The PaperLove Blog Hop is a celebration of all things paper! Follow the links to discover more bloggers who love paper and use it to inspire and delight. And if you want to explore a whole world of paper, and stretch your paper passion further with a host of creative projects, why not join the innovative new online course PaperLove (starts March 31). Led by book artist Rachel Hazell, PaperLove is a five week creative adventure for paper lovers. Find out more here.

Feb 272014
 
Copyright © Joanne Hus

Copyright © Joanne Hus

I couldn’t get enough of Make Art That Sells, so when Lilla Rogers made Assignment Bootcamp available, I jumped right on it. We get one assignment per month, instead of one per week as in MATS. While not as intensive as MATS, it’s a great opportunity to make more art that sells with brilliant direction from Lilla. This month in Bootcamp, Lilla gave us a whimsical assignment based on cuckoo clocks. What fun!

As always, we start off with the mini. I decided to give the assignment my own little twist. While doing my research, the pinecone weights on a traditional cuckoo clock reminded me of pineapples. From there it was just a short jump to thinking of the years I spent living in Puerto Rico, and my concept was born: a Caribbean cuckoo clock!

Here are some of my sketches:

Copyright © Joanne Hus

Copyright © Joanne Hus

Copyright © Joanne Hus

Copyright © Joanne Hus

Copyright © Joanne Hus

Copyright © Joanne Hus

After the mini, Lilla gave us the full assignment brief: design a phone case with a cuckoo clock theme! She also provided us with some wonderful mood boards, from which I got my initial color palette:

Copyright © Joanne Hus

Copyright © Joanne Hus

The following week, Lilla released a lesson on creating color palettes which was really useful. I used this new palette on the final version of my design:

Copyright © Joanne Hus

Copyright © Joanne Hus

One of the many reasons I love MATS so much is the online community where we get to share our works in progress, ask advice, and get tons of artistic support. My MATS mates all agreed that the second color way was much stronger, so that’s what I uploaded to the online gallery. You can see all the terrific art we made on the February Bootcamp online gallery (my design is on page 2). And if you want a phone case like this for your very own, you’re in luck: just go to my shop on Society6!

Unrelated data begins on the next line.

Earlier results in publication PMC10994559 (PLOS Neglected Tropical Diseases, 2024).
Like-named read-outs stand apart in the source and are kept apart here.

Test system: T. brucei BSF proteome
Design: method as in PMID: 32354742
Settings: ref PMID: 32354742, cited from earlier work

A lot of my MATS mates wanted to know how to convert their line art to vector art, so I created a PDF tutorial, which you can download here.

This coming Monday, we get our next assignment. Can’t wait to see what Lilla has up her sleeve this time!

Jan 172014
 

A House in the Sky, Amanda Lindhout & Sara Corbett

This is the seventh year that Fairfield Public Library (my favorite client!) has held One Book One Town. Each year, the librarians select a book that the residents of Fairfield can read together and then share their thoughts and experiences. Several events are planned, including panel discussions, film screenings, book groups and more, culminating with an author presentation on March 26, 2014.

Previous selections have included Three Cups of Tea by Greg Mortenson; The Invention of Hugo Cabret by Brian Selznick; Into the Beautiful North by Luis Alberto Urrea; Eating Animals by Jonathan Safran Foer; The Watch That Ends the Night by Allan Wolf; and Wonder by R. J. Palacio. This year’s selection is A House in the Sky, by Amanda Lindhout and Sara Corbett. It’s a memoir about Lindhout’s experiences as a journalist who along with her photojournalist companion was kidnapped and held captive in Somalia for 15 months. Her captors were particularly cruel to her because she was a woman, and she suffered unspeakable abuse. Remarkably, this memoir is not simply a chronicle of horror, but rather demonstrates how Lindhout used her remarkable inner strength to survive and even more astonishingly, how her compassion helped her to forgive her tormentors. It’s an extraordinary book, and I applaud our librarians for choosing what may be considered a controversial book.

One of the biggest challenges of designing the poster for this book was how to speak about both the suffering and the triumph of compassion and inner strength. What made it even more challenging was the book’s cover design, which I think is brilliant. How could I possibly improve on this?

Cover design by Tal Goretsky.

Cover design by Tal Goretsky.

I knew I would want to incorporate the sky, and captivity, and freedom. The first design I came up with spoke to all these elements:

Copyright © Joanne Hus

Copyright © Joanne Hus

The client liked the concept, but felt that it needed to indicate that this takes place in the Middle East. Here’s my initial response:

OBOT-2014-poster-sketch-v2

Copyright © Joanne Hus

I liked the feeling of a sandstorm this has, but it wasn’t specific enough. I decided to incorporate an architectural element that would indicate location a bit better. I also was informed that the co-author would be participating in the author presentation, so I needed to include her name as well:

OBOT-2014-poster

 

The client loved it! I’m really looking forward to hearing Lindhout’s and Corbett’s presentation on March 26. I highly recommend that you read this book. And if you’ll be near Fairfield, CT on March 26, be sure to register for this event. It promises to be truly inspiring.